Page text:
<a href=”http://www.mysite.com/mysite.rss”><=img src=”xml.gif” width=36 height=14 alt=”RSS feed for this site” border=0></a>
Second, you can submit your site’s RSS feed URL to various aggregators. This will tell them to start checking your RSS feed for updates. Here are some aggregators:
Finish your beer. You’re done. Don’t forget to recycle the bottle.
Note: these are instructions for creating a basic RSS feed. The RSS standard can be extended in a variety of ways. But this is a good starting point: your feed will be fully functional, and most important, it will work. Get to know and love your feed. After a time, you may want to look at the world of RSS 1.0 and RSS 2.0 and the various ways to add more information. When you add functionality, you will use the same process: find a template, apply the rules, and validate. But give it time. Be comfortable, then move on.
& – replace all instances of ‘&’ with the following: &
– Don’t forget the URL! Many URLs have ampersands in them.
– If a link element is http://www.mysite.com/index.cgi?n=4&p=5 then you must change it to http://www.mysite.com/index.cgi?n=4&p=5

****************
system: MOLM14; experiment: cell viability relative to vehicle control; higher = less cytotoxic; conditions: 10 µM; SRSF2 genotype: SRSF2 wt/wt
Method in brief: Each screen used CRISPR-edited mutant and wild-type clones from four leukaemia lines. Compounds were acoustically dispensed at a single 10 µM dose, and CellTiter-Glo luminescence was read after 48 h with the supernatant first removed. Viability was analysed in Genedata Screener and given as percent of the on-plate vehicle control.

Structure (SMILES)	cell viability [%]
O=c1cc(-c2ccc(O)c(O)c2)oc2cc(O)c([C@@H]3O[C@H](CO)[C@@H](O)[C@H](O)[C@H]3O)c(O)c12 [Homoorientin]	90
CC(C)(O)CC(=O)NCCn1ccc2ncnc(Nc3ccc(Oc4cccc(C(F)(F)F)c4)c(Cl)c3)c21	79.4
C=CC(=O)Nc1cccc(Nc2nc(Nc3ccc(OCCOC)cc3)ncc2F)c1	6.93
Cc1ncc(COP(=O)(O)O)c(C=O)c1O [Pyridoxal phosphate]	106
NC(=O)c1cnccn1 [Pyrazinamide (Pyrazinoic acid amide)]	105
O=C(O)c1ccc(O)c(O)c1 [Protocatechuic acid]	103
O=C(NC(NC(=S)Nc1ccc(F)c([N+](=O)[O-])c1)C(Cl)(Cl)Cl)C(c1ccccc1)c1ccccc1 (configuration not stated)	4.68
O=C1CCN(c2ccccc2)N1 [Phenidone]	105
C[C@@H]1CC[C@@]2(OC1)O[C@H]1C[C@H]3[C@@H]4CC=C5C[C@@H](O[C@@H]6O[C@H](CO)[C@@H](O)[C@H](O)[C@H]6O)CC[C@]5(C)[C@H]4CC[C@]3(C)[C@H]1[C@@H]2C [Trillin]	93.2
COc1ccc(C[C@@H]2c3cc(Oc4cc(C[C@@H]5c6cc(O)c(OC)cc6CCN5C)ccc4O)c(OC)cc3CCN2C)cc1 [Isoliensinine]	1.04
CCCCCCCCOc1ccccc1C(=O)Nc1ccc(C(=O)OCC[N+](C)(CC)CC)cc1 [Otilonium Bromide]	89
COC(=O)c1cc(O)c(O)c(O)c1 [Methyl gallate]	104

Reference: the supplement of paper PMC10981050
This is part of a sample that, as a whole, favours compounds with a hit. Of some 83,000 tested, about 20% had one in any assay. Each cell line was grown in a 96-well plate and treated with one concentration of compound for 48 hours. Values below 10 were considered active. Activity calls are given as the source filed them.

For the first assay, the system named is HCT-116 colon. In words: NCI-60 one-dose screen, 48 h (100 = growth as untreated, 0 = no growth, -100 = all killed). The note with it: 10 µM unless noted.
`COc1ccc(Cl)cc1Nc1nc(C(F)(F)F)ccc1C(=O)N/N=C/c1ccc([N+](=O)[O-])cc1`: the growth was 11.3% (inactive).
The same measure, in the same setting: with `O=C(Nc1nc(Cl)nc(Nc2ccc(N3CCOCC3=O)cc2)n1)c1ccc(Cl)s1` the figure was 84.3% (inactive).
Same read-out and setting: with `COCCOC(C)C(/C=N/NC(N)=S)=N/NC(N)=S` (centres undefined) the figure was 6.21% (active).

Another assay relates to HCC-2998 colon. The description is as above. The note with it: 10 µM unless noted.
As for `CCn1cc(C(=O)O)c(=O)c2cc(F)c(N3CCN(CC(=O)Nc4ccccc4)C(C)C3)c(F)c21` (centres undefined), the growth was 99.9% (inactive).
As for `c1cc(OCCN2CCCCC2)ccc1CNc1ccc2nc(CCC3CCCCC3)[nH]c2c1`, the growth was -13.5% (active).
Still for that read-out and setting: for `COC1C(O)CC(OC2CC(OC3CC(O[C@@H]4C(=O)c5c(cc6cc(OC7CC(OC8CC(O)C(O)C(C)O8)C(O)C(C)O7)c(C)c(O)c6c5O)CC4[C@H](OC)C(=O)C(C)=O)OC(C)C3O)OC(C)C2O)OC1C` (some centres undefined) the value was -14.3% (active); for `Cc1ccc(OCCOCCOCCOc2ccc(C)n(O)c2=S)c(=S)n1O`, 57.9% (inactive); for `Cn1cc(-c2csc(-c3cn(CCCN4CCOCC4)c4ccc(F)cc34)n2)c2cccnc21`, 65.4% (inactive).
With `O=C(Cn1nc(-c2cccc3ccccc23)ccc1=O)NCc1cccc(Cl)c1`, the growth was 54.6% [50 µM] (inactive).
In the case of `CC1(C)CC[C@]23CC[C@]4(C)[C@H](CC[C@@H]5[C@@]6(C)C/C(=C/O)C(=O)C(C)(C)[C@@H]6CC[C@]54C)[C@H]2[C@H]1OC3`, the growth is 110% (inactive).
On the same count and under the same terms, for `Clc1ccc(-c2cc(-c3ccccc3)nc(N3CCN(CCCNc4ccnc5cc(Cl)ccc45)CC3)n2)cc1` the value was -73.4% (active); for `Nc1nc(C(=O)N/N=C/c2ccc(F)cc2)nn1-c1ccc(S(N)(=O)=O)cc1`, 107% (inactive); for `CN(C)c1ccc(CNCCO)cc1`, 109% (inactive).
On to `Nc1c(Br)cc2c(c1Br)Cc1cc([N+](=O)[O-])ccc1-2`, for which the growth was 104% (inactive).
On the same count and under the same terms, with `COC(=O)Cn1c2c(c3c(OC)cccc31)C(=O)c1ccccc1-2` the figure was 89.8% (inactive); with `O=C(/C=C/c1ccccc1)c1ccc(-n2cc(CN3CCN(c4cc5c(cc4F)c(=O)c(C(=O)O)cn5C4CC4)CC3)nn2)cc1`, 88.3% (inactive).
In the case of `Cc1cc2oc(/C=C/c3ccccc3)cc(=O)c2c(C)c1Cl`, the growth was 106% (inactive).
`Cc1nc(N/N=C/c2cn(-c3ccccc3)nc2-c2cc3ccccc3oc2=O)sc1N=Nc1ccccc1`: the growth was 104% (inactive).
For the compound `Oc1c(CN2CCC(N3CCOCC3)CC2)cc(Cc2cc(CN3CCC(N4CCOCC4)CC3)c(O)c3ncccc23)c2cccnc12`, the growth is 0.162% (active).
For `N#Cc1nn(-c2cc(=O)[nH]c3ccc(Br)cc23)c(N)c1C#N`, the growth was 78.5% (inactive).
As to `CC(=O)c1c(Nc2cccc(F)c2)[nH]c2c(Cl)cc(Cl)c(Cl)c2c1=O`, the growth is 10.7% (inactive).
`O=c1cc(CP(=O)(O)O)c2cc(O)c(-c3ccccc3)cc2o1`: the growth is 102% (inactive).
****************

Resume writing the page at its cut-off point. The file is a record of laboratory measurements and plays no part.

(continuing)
“ – change every full quote to "
– For example: He shouted, “Fire!” becomes, He shouted, "Fire!"
‘ – change every apostraphe to '
– For example: It’s his bike. becomes It's his bike.
> – change every ‘greater than’ character to > – but DO NOT change them in the tags.
– For example, <description> am > three feet tall</description> becomes <description>I am > three feet tall</description>
< – change every ‘less than’ character tag to < – but DO NOT change them in the tags
– For example: “<description>I have < five dollars</description> becomes <description>I had < five dollars</description>
Step Seven: Uploading Your File
Upload your file to your web server. It is best to put it in the same directory as your home page, though you could place it anywhere you want.
You now have a working RSS feed. Congratulations. Have another sip of beer.
Step Eight: Validating Your RSS File
Strictly speaking, this step is optional, but it is strongly recommended since it’s easy to make a mistake on step six.
To validate your RSS file, go to an RSS validator on the Web and enter the full URL of your RSS file into the form. Click the button. If there are any errors, the validator will tell you about them. Otherwise, it will validate your file.
Here are some validators: